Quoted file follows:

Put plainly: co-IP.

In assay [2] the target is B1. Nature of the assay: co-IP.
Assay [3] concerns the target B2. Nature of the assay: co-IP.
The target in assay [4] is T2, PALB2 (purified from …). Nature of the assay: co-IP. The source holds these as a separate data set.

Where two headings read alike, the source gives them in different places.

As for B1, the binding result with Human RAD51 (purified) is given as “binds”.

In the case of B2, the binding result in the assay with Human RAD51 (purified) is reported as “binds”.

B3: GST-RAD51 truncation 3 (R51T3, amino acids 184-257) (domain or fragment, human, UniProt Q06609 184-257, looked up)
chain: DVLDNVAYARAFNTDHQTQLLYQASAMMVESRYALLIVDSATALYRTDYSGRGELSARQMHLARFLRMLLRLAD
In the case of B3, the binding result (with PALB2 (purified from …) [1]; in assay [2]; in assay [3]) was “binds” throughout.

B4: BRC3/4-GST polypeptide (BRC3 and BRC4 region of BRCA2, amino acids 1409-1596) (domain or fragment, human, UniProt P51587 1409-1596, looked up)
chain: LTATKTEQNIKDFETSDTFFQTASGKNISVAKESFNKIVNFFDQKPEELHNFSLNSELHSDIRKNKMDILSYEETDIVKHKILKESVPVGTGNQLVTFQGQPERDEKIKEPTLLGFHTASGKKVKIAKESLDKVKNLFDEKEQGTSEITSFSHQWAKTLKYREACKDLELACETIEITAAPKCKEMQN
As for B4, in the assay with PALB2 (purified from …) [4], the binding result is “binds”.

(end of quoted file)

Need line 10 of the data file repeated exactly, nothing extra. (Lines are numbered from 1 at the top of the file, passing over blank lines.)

In the case of B3, the binding result (with PALB2 (purified from …) [1]; in assay [2]; in assay [3]) was “binds” throughout.